It is perhaps not so surprising that states that prohibit breed-specific legislation (BSL) like California, Florida, and Illinois, have seen “pit bull” attacks one after another recently, almost as if they were in someone’s sights to repeal those BSL prohibitions. Why else would the media and elected officials ignore the obvious problems — the gangs and drugs believed to be the underlying causes in these incidents — and focus so heavily instead on the so-called “pit bulls” involved in these incidents as if they were the cause of, and not a symptom of, the real problems? But I bet if these states repealed their prohibitions of BSL, those attacks would suddenly and mysteriously stop, or at least the media would stop reporting on them, before any municipality even had a chance to enact the first breed-specific law. Meanwhile, eyewitness accounts of these attacks will seem to repeatedly differ, people will seemingly be unable to get their stories straight, and there will continue to be mysterious, unexplained circumstances surrounding the events.
We’ve seen all kinds of lunacy coming out of California and other BSL target cities and states in the last month or so. And if you believe any of it, or at least their version of it, well, then I have a bridge I’d like to sell you. The first bit of craziness came when we were expected to believe that a pack of so-called “pit bulls” mauled some 240 goats to death at a Stockton, California auction yard. (Look at the photos. Where exactly were these goats supposed to have been mauled? Where’s the blood?) And since this post was first written, the number has magically changed from 240 to 160. Take from that what you will.
I’d sooner believe a chupacapra killed those goats than a pack of “pit bulls.” Really, it’s absurd what you’re expected to believe. And I guess we should just accept it as truth because the media never lies or simply doesn’t report the truth, does it? (Ahem, Benghazi.) So what are people doing out there in Cali, performing ritual sacrifices on goats? 240 goats? Really? And if the ideas of ritual sacrifice or chupacabras are ridiculous notions to you, well, so too is the notion that a “pack” of so-called “pit bulls” could maul that many goats, and maul that many goats without spilling blood.
It’s interesting too that Riverside County, California just so happened to be considering a mandatory spay/neuter ordinance for “pit bulls” at the time. And it’s also interesting that at almost the same time that a jogger was mauled by a so-called “pack” of “pit bulls” in Littlerock, California, that a wheelchair-bound amputee was also mauled by a so-called “pack” of “pit bulls” in South Carolina, several people were mauled by a “bunch” of so-called “pit bulls” in the Daytona Beach, Florida area, and a pony and a goat were also mauled, twice, by a so-called “group” of “pit bulls” in Santa Fe, New Mexico. The dogs in the South Carolina mauling were later properly identified as mixed breeds, but no word yet on what breeds the other dogs in the other maulings actually were.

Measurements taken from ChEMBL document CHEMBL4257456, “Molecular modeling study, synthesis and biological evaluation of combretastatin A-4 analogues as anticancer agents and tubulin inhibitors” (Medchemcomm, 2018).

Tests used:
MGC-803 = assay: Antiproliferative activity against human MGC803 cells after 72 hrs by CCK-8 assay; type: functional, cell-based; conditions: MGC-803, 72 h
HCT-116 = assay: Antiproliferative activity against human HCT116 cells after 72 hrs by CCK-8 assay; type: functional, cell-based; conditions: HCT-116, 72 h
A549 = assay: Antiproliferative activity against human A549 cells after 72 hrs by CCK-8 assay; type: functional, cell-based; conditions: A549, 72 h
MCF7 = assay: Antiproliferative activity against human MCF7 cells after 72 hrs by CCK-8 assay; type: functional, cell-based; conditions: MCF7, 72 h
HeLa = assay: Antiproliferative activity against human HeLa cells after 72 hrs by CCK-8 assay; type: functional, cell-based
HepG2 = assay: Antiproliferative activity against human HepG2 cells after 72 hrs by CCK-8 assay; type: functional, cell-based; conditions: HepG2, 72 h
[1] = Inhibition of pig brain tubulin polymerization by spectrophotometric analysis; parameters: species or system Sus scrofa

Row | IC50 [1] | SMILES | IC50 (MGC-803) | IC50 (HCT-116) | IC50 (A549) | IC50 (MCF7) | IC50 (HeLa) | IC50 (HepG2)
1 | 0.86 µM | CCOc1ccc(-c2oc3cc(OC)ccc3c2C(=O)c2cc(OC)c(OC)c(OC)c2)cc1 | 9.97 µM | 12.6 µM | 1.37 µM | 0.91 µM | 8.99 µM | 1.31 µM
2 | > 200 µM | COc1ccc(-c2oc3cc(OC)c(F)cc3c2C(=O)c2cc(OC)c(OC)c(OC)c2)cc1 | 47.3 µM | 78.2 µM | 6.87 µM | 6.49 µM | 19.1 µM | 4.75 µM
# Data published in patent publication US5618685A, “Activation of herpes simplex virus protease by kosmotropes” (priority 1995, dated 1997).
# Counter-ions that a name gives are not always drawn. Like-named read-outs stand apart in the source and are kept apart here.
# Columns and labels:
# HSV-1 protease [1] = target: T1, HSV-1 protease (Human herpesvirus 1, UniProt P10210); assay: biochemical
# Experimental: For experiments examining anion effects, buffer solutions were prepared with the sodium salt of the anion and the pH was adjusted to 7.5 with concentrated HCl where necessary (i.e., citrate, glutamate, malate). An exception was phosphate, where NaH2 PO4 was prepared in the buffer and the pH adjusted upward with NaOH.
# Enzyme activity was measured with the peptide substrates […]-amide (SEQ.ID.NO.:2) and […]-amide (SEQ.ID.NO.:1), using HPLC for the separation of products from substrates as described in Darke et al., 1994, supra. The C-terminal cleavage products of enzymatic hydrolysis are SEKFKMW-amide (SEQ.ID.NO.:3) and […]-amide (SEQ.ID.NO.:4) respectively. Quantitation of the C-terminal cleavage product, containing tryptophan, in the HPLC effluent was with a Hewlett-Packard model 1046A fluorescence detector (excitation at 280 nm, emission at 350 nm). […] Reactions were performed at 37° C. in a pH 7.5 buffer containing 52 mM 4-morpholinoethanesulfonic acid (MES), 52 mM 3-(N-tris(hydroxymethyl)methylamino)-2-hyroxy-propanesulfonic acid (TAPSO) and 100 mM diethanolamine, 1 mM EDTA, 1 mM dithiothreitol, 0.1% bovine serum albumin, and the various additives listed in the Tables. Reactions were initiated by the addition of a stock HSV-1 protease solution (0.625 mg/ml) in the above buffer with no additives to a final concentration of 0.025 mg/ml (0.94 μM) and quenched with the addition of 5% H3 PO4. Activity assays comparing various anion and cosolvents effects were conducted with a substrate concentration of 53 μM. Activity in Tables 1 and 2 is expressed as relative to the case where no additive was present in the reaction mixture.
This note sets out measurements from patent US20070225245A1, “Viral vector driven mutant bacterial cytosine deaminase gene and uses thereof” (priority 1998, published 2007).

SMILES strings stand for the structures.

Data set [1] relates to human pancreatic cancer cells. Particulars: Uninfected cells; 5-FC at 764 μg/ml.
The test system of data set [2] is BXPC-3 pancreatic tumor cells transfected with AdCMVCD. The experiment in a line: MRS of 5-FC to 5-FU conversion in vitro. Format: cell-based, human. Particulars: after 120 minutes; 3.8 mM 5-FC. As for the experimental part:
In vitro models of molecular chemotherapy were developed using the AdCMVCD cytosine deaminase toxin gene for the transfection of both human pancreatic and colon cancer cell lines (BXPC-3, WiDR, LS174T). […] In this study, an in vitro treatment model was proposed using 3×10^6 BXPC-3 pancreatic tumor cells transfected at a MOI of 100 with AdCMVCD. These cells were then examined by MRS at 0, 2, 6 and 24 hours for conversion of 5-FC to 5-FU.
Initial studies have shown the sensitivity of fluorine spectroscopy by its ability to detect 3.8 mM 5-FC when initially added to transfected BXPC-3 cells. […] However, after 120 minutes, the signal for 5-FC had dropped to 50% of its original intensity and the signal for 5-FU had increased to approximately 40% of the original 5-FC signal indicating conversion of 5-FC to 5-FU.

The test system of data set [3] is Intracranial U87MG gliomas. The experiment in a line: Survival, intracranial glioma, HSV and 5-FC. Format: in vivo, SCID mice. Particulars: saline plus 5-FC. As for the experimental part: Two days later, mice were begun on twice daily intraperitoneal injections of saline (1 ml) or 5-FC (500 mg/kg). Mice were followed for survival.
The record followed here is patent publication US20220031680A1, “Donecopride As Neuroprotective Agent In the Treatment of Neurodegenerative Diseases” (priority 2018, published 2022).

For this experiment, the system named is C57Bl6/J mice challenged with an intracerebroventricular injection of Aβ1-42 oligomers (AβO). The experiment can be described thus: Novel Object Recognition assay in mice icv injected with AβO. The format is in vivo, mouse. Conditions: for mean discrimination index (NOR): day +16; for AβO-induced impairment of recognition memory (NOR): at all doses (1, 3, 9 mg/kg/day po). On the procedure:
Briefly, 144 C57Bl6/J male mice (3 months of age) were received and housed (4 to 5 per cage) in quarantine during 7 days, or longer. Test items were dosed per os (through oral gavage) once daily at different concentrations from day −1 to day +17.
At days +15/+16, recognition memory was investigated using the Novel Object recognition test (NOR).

Still, does no one find it odd that all across the country so-called “packs” “groups” or “bunches” of “pit bulls” were purported to have suddenly mauled people and animals to death, and all within several days of each other? In addition to Littlerock, Californian Pamela Maria Devitt, who was mauled by a “pack” of “pit bulls” owned by a man with an alleged marijuana-grow operation, an incident last Sunday where a Barstow, California woman with drug problems tried to run down a Good Samaritan attempting to help a boy injured by one of the woman’s “pit bulls,” and a police dog who was mauled by a so-called “pit bull” protecting a meth operation in Livermore, California, Chicago and downstate Illinois have combined had several so-called “pit bull” attacks that many have likewise pointed to as gang or drug-related. Yet instead of concluding that the “pit bulls” are a symptom of gang and drug-related crime, the media focuses primarily on the “pit bulls” in these incidents as if they were the problems. So then does the media mean to overlook the fact that the gangs and the drugs were the primary factors in these incidents? Last year an infant in South Carolina was dismembered by a Golden Retriever/Labrador mix in a similarly horrific way as Pamela Devitt, and then the infant’s sibling was likewise mauled by a different dog this year, but that didn’t make national news. Gee, I wonder why?
It reminds me of the story out of Pacifica, California in 2011 where a pregnant woman, Darla Napora, either fell off a ladder, cracked her skull, and bled to death, or was mauled to death by one of two of her own “pit bulls,” depending on which story you believe. What isn’t in dispute is that the “pit bull” in question somehow got out of his fenced-in backyard, despite the fact that Napora’s husband had secured him in the yard before police arrived, and that when the police arrived and saw the dog, they shot him dead. And while officially the “pit bull” was blamed for the death of Napora and her unborn child, Napora’s husband planned to bury his wife with the cremains of the dog that supposedly mauled her. Sounds like he didn’t believe the official story either, but then again, it’s absurd the amount of disinformation that is passed off by the mainstream media as truth.